Latin America and India: Natural partners for a brighter future
by Abhineet Singh on 11 Apr 2016 8 Comments

Latin America boasts of a population of around 626 million and has a combined GDP of $5.5 trillion; India’s population is around 1.2 billion and GDP $2.1 trillion. Latin America’s natural resources, agricultural produce and strong social infrastructure and India’s large market and expertise in the service sector offer huge trading potential due to complementarity of resources. Latin America and India also share the same global outlook when it comes to Doha Development Agenda, climate change, reform of the IMF and the World Bank. Notably, as per Goldman Sachs, India and Brazil are going to be the world’s third and fourth largest economies by 2050 [1]. 




The International Energy Agency estimates that India’s oil import dependency will increase from 70% in 2014 to 90% in 2040 [2]. Strategically, India needs to reduce its dependency on the volatile West Asia. Crude oil is India’s largest import from Latin America, totalling 20% of her total oil imports [3]. Venezuela has the highest share followed by Mexico, Brazil, Columbia and Ecuador [4]. ONGC, IOL, Reliance, Suzlon energy are already operating in Latin America. With the discovery of shale gas, Venezuela will be looking to diversify its oil market and India emerges as a natural choice. Argentina has offered to partner with India for shale gas exploration. 


India’s Paris pledge mentions that it wants to source 40% of its electricity from renewables by 2030, making renewable energy another possible area of cooperation. Uruguay has made an exemplary shift towards wind energy producing 95% of its electricity from wind and renewables account for 55% of the country’s total energy mix [5]. Global Solar Alliance, a diplomatic masterstroke by India, has also attracted the attention of many Latin American nations. India, together with France, plans to mobilize $1 trillion for this initiative by 2030 [6]. Brazil, Chile and Mexico show great potential for solar energy and India can initiate collaboration [7].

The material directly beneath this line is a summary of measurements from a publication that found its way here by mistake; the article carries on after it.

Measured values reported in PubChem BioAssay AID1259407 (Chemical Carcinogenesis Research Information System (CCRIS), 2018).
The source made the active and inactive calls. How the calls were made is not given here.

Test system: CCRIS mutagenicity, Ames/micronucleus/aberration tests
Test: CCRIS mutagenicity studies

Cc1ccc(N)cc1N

Natural resources


The Latin American nations are well endowed with natural resources which includes oil, minerals, vast agricultural land and large fresh water resources. Estimates show that Latin America could supply a third of meat, a third of fruit and vegetables and half of oilseeds traded worldwide and it holds 42% of the world’s agriculture expansion potential [8]. Latin America houses 31% of world’s fresh water resources and is praised for its good water management [9].


India, with its rapidly growing economy and burgeoning population, needs access to oil, minerals, agricultural produce and fresh water. Besides oil, India’s import of copper, sugar, vegetable oil, soy imports are also increasing. Copper is mainly imported from Chile and vegetable oil from Argentina [10]. With domestic agriculture bogged down by low productivity, India could work with Latin America on a second Green Revolution which uses biotechnology, water conservation and preservation and is environmentally sustainable. 


India has already released guidelines for buying land in Latin America mainly for agriculture and mining [11]. India can learn from Brazil’s experience in agribusiness best-practices such as No-Till cultivation, silo-bag storage and Agricultural Process Outsourcing. India can learn better water management for agriculture, industrial and household use [12]. Climate change threatens people’s access to water in both regions as both have a large poor population that is most vulnerable to climate change.